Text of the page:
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Diffeomorphic brain mapping based on T1-weighted images: Improvement of registration accuracy by multichannel mapping

Authors

  • Aigerim Djamanakova BS,

    1. Department of Biomedical Engineering, Johns Hopkins University School of Medicine, Baltimore, Maryland, USA
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  • Andreia V. Faria MD, PhD,

    1. Russell H. Morgan Department of Radiology and Radiological Science, Johns Hopkins University School of Medicine, Baltimore, Maryland, USA
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  • John Hsu BS,

    1. Russell H. Morgan Department of Radiology and Radiological Science, Johns Hopkins University School of Medicine, Baltimore, Maryland, USA
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  • Can Ceritoglu PhD,

    1. Center for Imaging Science, Johns Hopkins University, Baltimore, Maryland, USA
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  • Kenichi Oishi MD, PhD,

    1. Russell H. Morgan Department of Radiology and Radiological Science, Johns Hopkins University School of Medicine, Baltimore, Maryland, USA
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  • Michael I. Miller PhD,

    1. Department of Biomedical Engineering, Johns Hopkins University School of Medicine, Baltimore, Maryland, USA
    2. Center for Imaging Science, Johns Hopkins University, Baltimore, Maryland, USA
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  • Argye E. Hillis MD,

    1. Department of Neurology, Johns Hopkins University, Baltimore, Maryland, USA
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  • Susumu Mori PhD

    Corresponding author
    1. Russell H. Morgan Department of Radiology and Radiological Science, Johns Hopkins University School of Medicine, Baltimore, Maryland, USA
    2. F. M. Kirby Research Center for Functional Brain Imaging, Kennedy Krieger Institute, Baltimore, Maryland, USA
    • The Russell H. Morgan Department of Radiology and Radiological Science, Johns Hopkins University School of Medicine, 330 Traylor Building, 720 Rutland Ave., Baltimore, MD 21205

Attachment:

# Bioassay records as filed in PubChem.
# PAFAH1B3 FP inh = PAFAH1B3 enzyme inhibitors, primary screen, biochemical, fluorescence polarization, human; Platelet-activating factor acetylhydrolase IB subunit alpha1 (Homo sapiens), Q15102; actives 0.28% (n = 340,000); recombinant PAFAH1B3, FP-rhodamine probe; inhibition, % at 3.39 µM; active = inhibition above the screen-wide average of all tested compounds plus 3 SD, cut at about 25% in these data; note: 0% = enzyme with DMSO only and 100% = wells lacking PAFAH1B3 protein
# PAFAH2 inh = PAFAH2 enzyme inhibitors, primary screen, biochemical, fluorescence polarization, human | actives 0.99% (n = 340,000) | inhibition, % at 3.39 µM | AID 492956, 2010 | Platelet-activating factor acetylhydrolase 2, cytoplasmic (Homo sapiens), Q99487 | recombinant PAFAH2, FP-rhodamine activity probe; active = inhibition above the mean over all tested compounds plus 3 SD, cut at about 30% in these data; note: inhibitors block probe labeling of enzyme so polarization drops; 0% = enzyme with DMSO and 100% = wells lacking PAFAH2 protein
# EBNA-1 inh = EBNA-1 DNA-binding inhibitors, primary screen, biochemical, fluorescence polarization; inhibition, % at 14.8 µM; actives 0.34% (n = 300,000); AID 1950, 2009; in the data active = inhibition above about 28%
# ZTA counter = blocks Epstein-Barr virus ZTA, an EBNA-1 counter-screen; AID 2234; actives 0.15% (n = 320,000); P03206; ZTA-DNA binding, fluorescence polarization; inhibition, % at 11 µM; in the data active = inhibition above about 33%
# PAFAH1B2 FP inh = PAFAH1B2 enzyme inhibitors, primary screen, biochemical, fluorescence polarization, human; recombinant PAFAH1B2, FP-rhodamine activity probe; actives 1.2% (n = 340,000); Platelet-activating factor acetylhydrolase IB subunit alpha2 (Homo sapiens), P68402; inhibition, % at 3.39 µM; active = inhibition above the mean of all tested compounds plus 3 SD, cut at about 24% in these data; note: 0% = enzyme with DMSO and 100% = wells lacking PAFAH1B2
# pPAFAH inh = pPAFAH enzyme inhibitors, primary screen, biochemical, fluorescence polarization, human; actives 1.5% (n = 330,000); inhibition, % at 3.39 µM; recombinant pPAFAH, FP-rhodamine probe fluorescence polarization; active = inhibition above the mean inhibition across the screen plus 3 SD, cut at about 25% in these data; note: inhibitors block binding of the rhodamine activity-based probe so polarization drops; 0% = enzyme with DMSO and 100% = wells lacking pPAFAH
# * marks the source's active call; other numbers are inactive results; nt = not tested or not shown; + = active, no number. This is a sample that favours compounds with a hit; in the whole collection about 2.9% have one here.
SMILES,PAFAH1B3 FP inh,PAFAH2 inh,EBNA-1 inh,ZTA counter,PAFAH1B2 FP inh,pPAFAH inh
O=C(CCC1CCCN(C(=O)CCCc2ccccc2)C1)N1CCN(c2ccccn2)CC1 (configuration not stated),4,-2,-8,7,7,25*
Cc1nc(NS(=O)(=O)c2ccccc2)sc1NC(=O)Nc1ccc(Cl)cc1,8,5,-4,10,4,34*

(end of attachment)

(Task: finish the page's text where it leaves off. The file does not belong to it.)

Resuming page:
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Abstract

Purpose:

To improve image registration accuracy in neurodegenerative populations.

Materials and Methods:

This study used primary progressive aphasia, aged control, and young control T1-weighted images. Mapping to a template image was performed using single-channel Large Deformation Diffeomorphic Metric Mapping (LDDMM), a dual-channel method with ventricular anatomy in the second channel, and a dual-channel with appendage method, which utilized a priori knowledge of template ventricular anatomy in the deformable atlas.

Results:

Our results indicated substantial improvement in the registration accuracy over single-contrast-based brain mapping, mainly in the lateral ventricles and regions surrounding them. Dual-channel mapping significantly (P < 0.001) reduced the number of misclassified lateral ventricle voxels (based on a manually defined reference) over single-channel mapping. The dual-channel (w/appendage) method further reduced (P < 0.001) misclassification over the dual-channel method, indicating that the appendage provides more accurate anatomical correspondence for deformation.

Conclusion:

Brain anatomical mapping by shape normalization is widely used for quantitative anatomical analysis. However, in many geriatric and neurodegenerative disorders, severe tissue atrophy poses a unique challenge for accurate mapping of voxels, especially around the lateral ventricles. In this study we demonstrate our ability to improve mapping accuracy by incorporating ventricular anatomy in LDDMM and by utilizing a priori knowledge of ventricular anatomy in the deformable atlas. J. Magn. Reson. Imaging 2013;37:76–84. © 2012 Wiley Periodicals, Inc.

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